From Raro to Auckland
woke up the next morning at 5:00 a.m. and got a ride to the airport from Ben, a
mellow dreadlocked Islander surfer dude who works at Vara's and handles
transfers. As I stood in the check-in line at the airport, I noticed a
gorgeous young woman who was working at the terminal and I thought she looked
familiar. I was trying to figure out where I had seen her during my 5-day
stay in the Cook Islands but I couldn't remember. As I got up to the
counter and started checking in my bags, she came over to ask someone a
question, saw me, and said with a smile, "Hi Del." This really
dumbfounded me because beautiful young women typically don't come up to me, smile, and say
hi, especially ones I don't know.
the next 20 minutes I tried to figure out who she was. Then it hit me --
she was the receptionist at Vara's and obviously did double-duty with Air New
Zealand. In fact, she was Vara's daughter and, as someone told me, she
recently won the "Miss Rarotonga" beauty pageant. At least I
hadn't said anything stupid to her, which for me is unusual.
short time after leaving Raro, our plane crossed the International
Date Line and consequently, I totally missed Friday, December 14, 2001. If
anything important happened on that day, please let me know.
hours later, and now Saturday, our plane cut through the thick clouds over Auckland and landed at
the airport. This was my first
trip overseas and I had heard a lot of horror stories about going
through Customs and getting hassled by the officers, but fortunately everything went
smoothly at Auckland Customs. In fact, I've learned on this trip that it's much easier to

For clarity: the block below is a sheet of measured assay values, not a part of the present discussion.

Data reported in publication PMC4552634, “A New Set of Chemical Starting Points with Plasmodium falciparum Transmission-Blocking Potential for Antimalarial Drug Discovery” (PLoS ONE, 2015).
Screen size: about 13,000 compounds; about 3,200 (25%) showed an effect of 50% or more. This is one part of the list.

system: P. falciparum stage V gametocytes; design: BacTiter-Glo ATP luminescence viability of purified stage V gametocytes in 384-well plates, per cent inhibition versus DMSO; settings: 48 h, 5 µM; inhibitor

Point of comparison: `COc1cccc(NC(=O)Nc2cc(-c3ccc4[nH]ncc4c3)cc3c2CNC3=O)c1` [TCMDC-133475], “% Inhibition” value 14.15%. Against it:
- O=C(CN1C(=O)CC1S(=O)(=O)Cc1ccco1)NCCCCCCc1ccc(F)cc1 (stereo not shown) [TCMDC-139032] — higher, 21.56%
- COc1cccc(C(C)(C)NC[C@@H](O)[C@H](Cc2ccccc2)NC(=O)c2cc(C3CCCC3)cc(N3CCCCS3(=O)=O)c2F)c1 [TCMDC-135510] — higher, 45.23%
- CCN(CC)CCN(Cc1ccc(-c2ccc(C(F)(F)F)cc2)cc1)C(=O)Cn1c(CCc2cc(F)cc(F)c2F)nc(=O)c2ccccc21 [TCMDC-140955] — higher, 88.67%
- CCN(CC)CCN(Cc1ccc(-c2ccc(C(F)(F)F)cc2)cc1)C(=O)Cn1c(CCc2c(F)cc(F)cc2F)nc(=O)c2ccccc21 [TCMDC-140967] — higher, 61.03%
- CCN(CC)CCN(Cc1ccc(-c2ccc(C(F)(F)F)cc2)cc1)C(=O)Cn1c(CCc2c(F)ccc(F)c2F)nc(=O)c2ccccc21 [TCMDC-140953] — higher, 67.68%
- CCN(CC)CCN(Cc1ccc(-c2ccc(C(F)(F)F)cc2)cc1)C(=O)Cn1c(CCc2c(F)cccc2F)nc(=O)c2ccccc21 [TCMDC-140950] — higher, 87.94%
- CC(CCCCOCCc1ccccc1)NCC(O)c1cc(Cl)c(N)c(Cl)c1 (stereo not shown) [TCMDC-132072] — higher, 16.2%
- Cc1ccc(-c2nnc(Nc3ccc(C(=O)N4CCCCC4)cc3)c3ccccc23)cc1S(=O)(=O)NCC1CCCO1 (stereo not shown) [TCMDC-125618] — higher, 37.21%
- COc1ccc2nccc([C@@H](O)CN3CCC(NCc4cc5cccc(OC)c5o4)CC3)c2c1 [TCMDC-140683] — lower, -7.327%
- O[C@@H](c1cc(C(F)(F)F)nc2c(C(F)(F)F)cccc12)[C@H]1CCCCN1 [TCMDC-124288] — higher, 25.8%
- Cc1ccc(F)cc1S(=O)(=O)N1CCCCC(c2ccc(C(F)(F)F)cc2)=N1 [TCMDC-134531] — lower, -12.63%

travel overseas than I had thought. Even something like finances is easy
to deal with as I've learned from the PBS master traveler,
Steves. Rick suggests getting cash at the ATMs in the airports and not fuss with going to
banks and cashing in Travelers Checks (or Traveler's "Cheeks," as they
call them in New Zealand), which I think is good advice. By the way, getting cash from an ATM is easy to
do in New Zealand because this country has more ATMs per capita than any country
in the world.
ago, I was planning to buy a truck in Auckland when I got here and then drive it
around for a few months before selling it and leaving for Australia. I wanted
to buy something similar to the single-cab Toyota pickup with a camper shell that I had in the
U.S. (see My Toyota Pickup),
which I've driven for the past 16 years, in which I could throw a foam pad in
the back and sleep in at night. However, from Internet research
that I had done while still in the U.S. I learned that single-cab pickups
weren't popular in New Zealand, which surprised me considering that they're
extremely common in the U.S. As I discovered, and for reasons I don't
understand, dual-cab pickups were a lot more popular in New Zealand than
single-cab pickups, which are virtually unknown.
Anyway, I decided instead to rent a car in
New Zealand instead of buying a truck and I had made the arrangements over the Internet for a car rental
while I was still in Bellingham. After
clearing Auckland Customs, I called my car rental company, Easy Rentals, and picked up my
car from the proprietors, a nice gentleman
named Sigit and his kind wife, Nelly. I got my rental, a mid-1990s white Toyota Corolla, for about US$15 a
day, which I thought was a pretty good deal considering this is the summer peak
season. You can also rent campervans over here but they cost upwards of
US$50 a day or so, quite a ways beyond my rather shoestring budget.
left: A sunrise photo -- a rarity for
spending five days in the Cook Islands it was time to go, although not by
choice. This is checking in at the Rarotonga Air Terminal. Unfortunately,
you can't see Miss Rarotonga in this photo.
right: Ready to fly to Auckland.
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